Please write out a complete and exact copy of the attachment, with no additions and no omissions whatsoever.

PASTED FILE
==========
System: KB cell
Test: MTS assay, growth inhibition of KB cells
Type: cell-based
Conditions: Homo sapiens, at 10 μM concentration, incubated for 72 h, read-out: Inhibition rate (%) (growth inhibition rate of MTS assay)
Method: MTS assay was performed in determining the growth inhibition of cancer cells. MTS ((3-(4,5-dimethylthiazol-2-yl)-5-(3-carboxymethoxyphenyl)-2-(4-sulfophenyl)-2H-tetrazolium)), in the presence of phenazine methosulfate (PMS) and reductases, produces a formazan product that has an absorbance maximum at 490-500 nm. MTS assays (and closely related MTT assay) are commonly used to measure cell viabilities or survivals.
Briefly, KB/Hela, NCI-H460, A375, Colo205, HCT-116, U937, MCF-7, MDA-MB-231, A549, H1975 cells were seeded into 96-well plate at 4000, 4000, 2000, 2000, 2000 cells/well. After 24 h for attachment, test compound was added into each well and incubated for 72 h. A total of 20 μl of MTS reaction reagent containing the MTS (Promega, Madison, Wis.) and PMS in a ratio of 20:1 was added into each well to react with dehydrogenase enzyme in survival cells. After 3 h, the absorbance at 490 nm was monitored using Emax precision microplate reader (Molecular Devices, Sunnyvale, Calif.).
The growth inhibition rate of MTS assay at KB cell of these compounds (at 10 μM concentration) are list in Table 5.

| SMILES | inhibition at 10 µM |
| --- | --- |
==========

System: KB cell
Test: MTS assay, growth inhibition of KB cells
Type: cell-based
Conditions: Homo sapiens, at 10 μM concentration, incubated for 72 h, read-out: Inhibition rate (%) (growth inhibition rate of MTS assay)
Method: MTS assay was performed in determining the growth inhibition of cancer cells. MTS ((3-(4,5-dimethylthiazol-2-yl)-5-(3-carboxymethoxyphenyl)-2-(4-sulfophenyl)-2H-tetrazolium)), in the presence of phenazine methosulfate (PMS) and reductases, produces a formazan product that has an absorbance maximum at 490-500 nm. MTS assays (and closely related MTT assay) are commonly used to measure cell viabilities or survivals.
Briefly, KB/Hela, NCI-H460, A375, Colo205, HCT-116, U937, MCF-7, MDA-MB-231, A549, H1975 cells were seeded into 96-well plate at 4000, 4000, 2000, 2000, 2000 cells/well. After 24 h for attachment, test compound was added into each well and incubated for 72 h. A total of 20 μl of MTS reaction reagent containing the MTS (Promega, Madison, Wis.) and PMS in a ratio of 20:1 was added into each well to react with dehydrogenase enzyme in survival cells. After 3 h, the absorbance at 490 nm was monitored using Emax precision microplate reader (Molecular Devices, Sunnyvale, Calif.).
The growth inhibition rate of MTS assay at KB cell of these compounds (at 10 μM concentration) are list in Table 5.

| SMILES | inhibition at 10 µM |
| --- | --- |